It is obvious that by this rotation the. threads of the bundle ll' are twisted, whereby the bundle is Shortened so that the fork 1 undergoes a traction eflort followed by tensioning of the' strings 3.

The inverse rotation slackens the bundle Il' and consequently the strings.

In order to avoid an excessive tension of the net by the player, which tension can be even dangerous, and also a slackening of the racket to an extent prejudicial to its good preservation, the arrangement of the first embodiment is such that the tensioing efiort is limited in both directions. A limitation of the tension can be obtained either by the abutment of the screw lo against the bottom of the threaded tube 8 or by the abutment of the lower extremity of this tube 8 against the upper surface of the Washer l'l.

The limitation can be established, not only in a manner to reduce the hub of the stern 8 to any desired value, but also in a manner to situate its mean position at any desired spot of the handle in its longitudinal direction. The rod ll can be devised for this purpose so as to have a variable length to permit of establishment of any desired equilibrium for the racket.

In the second embodiment, the limitation of the traction efiorts is obtained by appropriately determining the section of the threads H' and by their assembling in such a number that a tear of the bundle ensues under an efiort always inferior to the tension of rupture of the strings 3.

In both embodiments, the knob |4 may be provided with slants 23 or the like in order to mark knob positions, corresponding to the coincidence of the facets of the handle generally octagonal in its section, with the facets of the knob, while maintaining the strings tensioned. The handling is so easy in both cases that it permits of untensioning the racket after play, especially if the atmospheric conditions, such as temperature, the hygrometric state of air, and so on appear to have produced an excessive tension. It is equally possible to adjust the racket on starting the play and during the same since this adjustment can be efiected at any moment without aid of any accessory means.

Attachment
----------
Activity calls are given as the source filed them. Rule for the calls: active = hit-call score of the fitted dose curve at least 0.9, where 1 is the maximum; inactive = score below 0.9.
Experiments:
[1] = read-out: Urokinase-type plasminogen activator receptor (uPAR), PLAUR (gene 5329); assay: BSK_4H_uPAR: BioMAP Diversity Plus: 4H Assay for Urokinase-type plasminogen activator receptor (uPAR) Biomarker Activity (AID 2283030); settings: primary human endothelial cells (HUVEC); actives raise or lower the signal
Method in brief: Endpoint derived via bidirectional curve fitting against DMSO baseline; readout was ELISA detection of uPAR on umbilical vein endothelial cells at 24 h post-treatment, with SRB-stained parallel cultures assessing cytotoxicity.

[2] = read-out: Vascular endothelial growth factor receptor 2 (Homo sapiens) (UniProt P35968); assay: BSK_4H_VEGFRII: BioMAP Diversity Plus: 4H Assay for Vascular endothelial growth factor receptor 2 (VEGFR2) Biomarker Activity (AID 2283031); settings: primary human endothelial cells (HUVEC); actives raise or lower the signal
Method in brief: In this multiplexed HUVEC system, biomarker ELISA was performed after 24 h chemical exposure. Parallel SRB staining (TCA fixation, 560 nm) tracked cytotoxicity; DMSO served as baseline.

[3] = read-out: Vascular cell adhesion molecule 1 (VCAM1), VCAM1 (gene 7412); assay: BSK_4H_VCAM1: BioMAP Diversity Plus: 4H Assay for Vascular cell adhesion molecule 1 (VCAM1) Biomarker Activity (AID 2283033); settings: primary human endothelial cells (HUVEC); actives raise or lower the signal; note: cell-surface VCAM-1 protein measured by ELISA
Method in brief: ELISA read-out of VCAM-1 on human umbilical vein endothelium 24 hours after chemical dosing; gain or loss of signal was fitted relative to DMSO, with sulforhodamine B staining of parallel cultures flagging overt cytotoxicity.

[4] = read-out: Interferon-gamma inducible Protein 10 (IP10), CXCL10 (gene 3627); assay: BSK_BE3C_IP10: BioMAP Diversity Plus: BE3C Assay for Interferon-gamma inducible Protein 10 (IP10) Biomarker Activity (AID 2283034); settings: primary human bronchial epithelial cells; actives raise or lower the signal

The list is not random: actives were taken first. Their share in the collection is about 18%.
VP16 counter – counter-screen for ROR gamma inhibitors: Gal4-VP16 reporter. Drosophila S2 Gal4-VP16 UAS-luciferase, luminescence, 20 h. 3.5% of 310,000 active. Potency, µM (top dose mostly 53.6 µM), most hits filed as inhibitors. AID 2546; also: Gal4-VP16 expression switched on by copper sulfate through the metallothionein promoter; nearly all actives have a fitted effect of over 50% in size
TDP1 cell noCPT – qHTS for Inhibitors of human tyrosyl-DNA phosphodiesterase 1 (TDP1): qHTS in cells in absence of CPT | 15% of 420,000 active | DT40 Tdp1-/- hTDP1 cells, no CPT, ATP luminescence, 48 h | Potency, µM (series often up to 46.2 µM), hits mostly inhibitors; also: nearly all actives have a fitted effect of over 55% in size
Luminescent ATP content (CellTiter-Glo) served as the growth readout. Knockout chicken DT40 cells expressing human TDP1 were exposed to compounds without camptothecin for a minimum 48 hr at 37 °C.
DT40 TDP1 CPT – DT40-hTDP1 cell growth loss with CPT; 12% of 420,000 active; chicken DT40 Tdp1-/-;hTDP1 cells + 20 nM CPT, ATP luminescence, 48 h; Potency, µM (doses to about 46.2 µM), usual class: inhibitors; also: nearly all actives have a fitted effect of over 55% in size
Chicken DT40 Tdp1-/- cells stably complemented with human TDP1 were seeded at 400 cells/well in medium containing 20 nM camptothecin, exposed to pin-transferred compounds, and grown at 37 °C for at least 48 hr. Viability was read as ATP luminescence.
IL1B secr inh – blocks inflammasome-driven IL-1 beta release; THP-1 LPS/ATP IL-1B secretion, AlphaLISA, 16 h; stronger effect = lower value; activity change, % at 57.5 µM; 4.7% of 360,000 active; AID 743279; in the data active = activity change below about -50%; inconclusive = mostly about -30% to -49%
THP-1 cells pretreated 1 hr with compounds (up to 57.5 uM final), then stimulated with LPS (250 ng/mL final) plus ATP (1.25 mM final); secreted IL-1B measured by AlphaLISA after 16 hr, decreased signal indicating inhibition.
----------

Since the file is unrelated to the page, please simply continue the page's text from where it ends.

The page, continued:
The player is guided in this adjustment by the sounds emitted by the net and by the Wood, when percussed, for example, the net and the Wood with the forefinger. As is well known, the best conditions are obtained if these sounds accord with each other. In this case the adjustment is efiected by hearing.

It is also possible to secure an optical control of the adjustment, means being provided permitting the player to follow the deformations of the strings and to adjust their tension up to a degree determined by appropriate visual marks.

One, preferable, embodiment of such optical controlling system can be constituted in the following way:

A plate 30 (Fig. la) is provided on one of the lateral grooves 20 of the racket handle, this plate being transparent in its central part and `opaque in its outer portions.

To the strings 3 is adapted a travelling piece 3l, one extremity 31; whereof is red and the other 3b blue.

In the centre of the plate 30 is engraved, designed or molded a sign in transverse direction while in the centre of the travelling piece 3| the same sign, but in longitudinal direction is provided, this sign being hence situated between the colored bosses.

On slackening the strings the blue boss 3|b of the rider 3| appears below the plate 30 and the two signs of the two parts are separated from each other.

On stretching the strings by the rotation of the disc ll the sign of the rider is brought 273- AMUSEMtNl Ulvibb, uAmLo.

by little and little below the sign of the plate' until a sign is obtained indicating the appropriate tension of the strings, as visible at 32 in Fig. 11.

In this case the blue and the red boss are masked by the opaque portions of the plate.

On continuing the rotation of the disc ll the red boss 3Ia appears in the transparent part of the plate 30 and indicates the danger to be encountered on persisting in the stretching move ment.

These adjusting systems, the one by the sounds and the visual one, can furnish useful confirmation of the indications given by the tensiometer. r